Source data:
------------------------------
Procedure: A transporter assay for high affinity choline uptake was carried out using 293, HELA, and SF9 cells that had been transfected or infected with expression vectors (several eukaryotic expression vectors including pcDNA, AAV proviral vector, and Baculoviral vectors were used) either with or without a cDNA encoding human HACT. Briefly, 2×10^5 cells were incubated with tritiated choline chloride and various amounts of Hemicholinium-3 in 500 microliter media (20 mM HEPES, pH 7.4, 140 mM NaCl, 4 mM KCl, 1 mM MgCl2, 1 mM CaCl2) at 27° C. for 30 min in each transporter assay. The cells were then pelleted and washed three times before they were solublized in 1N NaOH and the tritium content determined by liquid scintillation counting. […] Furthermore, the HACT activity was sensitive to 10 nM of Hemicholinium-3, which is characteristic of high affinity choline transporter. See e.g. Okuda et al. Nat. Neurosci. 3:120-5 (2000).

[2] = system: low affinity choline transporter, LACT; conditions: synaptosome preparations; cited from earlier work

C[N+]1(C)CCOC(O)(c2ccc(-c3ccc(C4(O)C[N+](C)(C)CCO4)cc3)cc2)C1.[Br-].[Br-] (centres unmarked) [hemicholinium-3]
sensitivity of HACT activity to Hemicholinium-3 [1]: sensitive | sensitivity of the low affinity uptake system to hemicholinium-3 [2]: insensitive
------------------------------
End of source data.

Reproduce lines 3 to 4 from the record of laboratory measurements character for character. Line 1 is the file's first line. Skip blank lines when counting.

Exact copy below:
C[N+]1(C)CCOC(O)(c2ccc(-c3ccc(C4(O)C[N+](C)(C)CCO4)cc3)cc2)C1.[Br-].[Br-] (centres unmarked) [hemicholinium-3]
sensitivity of HACT activity to Hemicholinium-3 [1]: sensitive | sensitivity of the low affinity uptake system to hemicholinium-3 [2]: insensitive